Our Client remained committed to becoming a licensed taxi driver. Despite his arrest and the stress of these proceedings hanging over him, he has nonetheless, completed all four books on the knowledge. Throughout this difficult period our client maintained his studies and determination to complete the knowledge. Presently, he has completed all the relevant material for the 3rd year of knowledge and would be ready to undertake the examination to become a Hackney Carriage Taxi driver.
Our client is a licenced private-hire taxi driver who had his licence revoked by Transport for London on the basis that he had a conviction for common assault and that he later failed to declare the conviction to Transport for London.
One of our specialist taxi licensing barristers was instructed to lodge an appeal in the Magistrates’ court. The barrister took the view that there were particular circumstances of the offence, together with the otherwise good character of our client which justified Transport for London reconsidering their decision without the matter proceeding to a full appeal in the Magistrates’ court.
In summary, the client was sentenced to a 3 month conditional discharge for an offence of common assault. A close analysis of the papers revealed that the Magistrates had imposed a lenient sentence that there was an element of provocation, that there was no injury sustained by the alleged victim, that it was out of character and in the heat of the moment. Transport for London were persuaded that as he had pleaded guilty in the Magistrates’ court for this matter and had accepted full responsibility for the offence, which was otherwise out of character – that his case warranted reconsideration on the basis that there was a “significant mitigation” exception to the policy adopted by Transport for London. That policy stipulates that drivers who have been convicted for an offence of violence would be ineligible to re-apply for a period of between 3-5 years, depending on the seriousness of the offence.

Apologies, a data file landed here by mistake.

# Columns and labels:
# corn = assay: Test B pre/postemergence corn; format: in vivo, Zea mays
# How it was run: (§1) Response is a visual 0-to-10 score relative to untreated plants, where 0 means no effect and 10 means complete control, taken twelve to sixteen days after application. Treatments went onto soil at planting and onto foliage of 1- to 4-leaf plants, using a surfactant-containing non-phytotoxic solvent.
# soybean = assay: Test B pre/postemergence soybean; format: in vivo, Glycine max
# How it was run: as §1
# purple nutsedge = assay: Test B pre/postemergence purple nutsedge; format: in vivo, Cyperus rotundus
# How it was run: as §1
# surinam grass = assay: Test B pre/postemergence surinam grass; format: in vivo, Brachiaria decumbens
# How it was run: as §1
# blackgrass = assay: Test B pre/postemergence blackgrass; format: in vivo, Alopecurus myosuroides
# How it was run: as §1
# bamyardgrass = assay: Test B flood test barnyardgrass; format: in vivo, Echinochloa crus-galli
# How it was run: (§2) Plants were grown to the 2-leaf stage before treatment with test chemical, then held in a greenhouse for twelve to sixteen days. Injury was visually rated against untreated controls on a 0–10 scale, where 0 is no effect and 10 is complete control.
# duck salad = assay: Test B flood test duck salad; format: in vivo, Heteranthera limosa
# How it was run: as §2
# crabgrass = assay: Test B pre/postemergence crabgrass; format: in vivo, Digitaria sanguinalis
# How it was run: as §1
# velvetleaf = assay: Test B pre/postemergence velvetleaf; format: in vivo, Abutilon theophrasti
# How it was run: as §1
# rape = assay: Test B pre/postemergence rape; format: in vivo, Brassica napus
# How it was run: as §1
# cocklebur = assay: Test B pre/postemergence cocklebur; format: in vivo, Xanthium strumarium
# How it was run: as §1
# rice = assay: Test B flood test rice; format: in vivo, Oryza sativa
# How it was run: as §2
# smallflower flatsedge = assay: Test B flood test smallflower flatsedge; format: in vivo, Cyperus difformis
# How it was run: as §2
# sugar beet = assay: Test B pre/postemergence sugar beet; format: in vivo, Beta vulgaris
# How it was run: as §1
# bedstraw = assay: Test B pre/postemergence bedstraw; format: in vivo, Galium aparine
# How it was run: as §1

The failure to notify was also accepted as being a genuine mistake owing to the fact that our clients father-in-law was terminally ill with blood cancer and that he was under a great deal of stress and pressure at the time. Otherwise Transport for London’s policy provides that the failure to disclose a conviction results in automatic license revocation and means that the taxi license holder cannot re-apply for a period of 12 months.
The license was reinstated without having to pursue the full appeal in the City of London Magistrates’ Court.
It is not the case that every license revocation or refusaa will be reconsidered by a licensing authority. However, in some cases there is often important evidence and material which may have not been taken into account by the decision maker which justifies a different approach. As a significant proportion of taxi license revocations (both hackney carriage and PCO) arise from allegations of criminal conduct we use our expertise as criminal barristers to obtain important documents and records which may have been used in criminal proceedings but have not been presented to the licensing authority.
If you are a licensed taxi driver and have had your license suspended or revoked call today for free initial advice on how to appeal 0208 123 9999 or email firstname.lastname@example.org